[July 12, 2018] French statesman and military leader Napoléon Bonaparte once famously wrote, “Give me enough medals and I’ll win you any war.” It’s a line of thought that tells us first about how leadership rests on the principle of knowing how people act emotionally and second, to capitalize on it. On this date, July 12th in 1862, U.S. President Abraham Lincoln signed into law a measure calling for the awarding of a U.S. Army Medal of Honor.1
I was once told that men don’t fight for medals, they fight for their buddies. And while this is true in many aspects, it is also true that to bring out the best in anyone is to provide a well-established award system. The U.S. Medal of Honor (Navy and Army) was created in the great Civil War to reward those fighting men with the highest military honor possible.2
Honor is a complex idea and hard to define; less so, courage and steadfastness. These latter two are the elements of honor … honor being a code of conduct link between an individual and a society. Honor includes ideas such as valor, chivalry, honesty, compassion, worthiness, respectability, social standing, and self-evaluation.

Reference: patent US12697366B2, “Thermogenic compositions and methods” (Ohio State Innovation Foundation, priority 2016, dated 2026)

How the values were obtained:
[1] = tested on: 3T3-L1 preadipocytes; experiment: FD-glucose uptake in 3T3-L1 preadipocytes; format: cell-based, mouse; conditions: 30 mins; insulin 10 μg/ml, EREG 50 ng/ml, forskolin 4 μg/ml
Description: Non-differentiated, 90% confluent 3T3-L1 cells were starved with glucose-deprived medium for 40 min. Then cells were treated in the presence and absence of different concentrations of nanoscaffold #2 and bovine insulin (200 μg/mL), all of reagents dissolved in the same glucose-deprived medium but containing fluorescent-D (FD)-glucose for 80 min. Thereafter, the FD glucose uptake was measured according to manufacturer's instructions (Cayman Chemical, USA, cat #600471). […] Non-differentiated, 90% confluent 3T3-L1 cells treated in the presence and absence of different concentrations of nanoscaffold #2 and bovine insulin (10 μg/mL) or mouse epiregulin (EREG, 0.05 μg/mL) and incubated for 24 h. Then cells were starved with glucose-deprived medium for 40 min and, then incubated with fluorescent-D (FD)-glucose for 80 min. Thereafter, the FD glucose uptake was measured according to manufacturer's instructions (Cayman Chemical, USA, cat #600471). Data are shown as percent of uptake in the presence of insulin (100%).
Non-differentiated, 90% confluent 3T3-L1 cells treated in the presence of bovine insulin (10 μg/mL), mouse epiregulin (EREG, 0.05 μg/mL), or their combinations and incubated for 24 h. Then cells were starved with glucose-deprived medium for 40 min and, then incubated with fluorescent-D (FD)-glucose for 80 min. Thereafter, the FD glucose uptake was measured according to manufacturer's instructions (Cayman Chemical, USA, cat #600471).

Those in our Armed Forces that receive those admired and respected national awards – such as the Medal of Honor – are considered to be among our most prized individuals; those whom we look up to and for us to emulate. Leaders want us to copy their bravery and meritorious service because that is what helps the nation win wars.
War demands personal sacrifice. And it is demanded in such a way that the natural tendency of any person is to avoid those situations with behavior that protects the individual. In battle with the enemy, a soldier is inclined to run away and hide (indeed, some have done so).
The Medal of Honor is the best known medal of the U.S. Armed Forces and, as such, it is rarely awarded; often posthumously. Napoléon had it right. If you have enough medals (a reward system) with the knowledge that the rewards are highly desirable, military men and women will be inclined to bravery.
- The first U.S. Army soldiers to receive what would become the nation’s highest military honor were six members of a Union raiding party who in 1862 penetrated deep into Confederate territory to destroy bridges and railroad tracks between Chattanooga, Tennessee, and Atlanta, Georgia.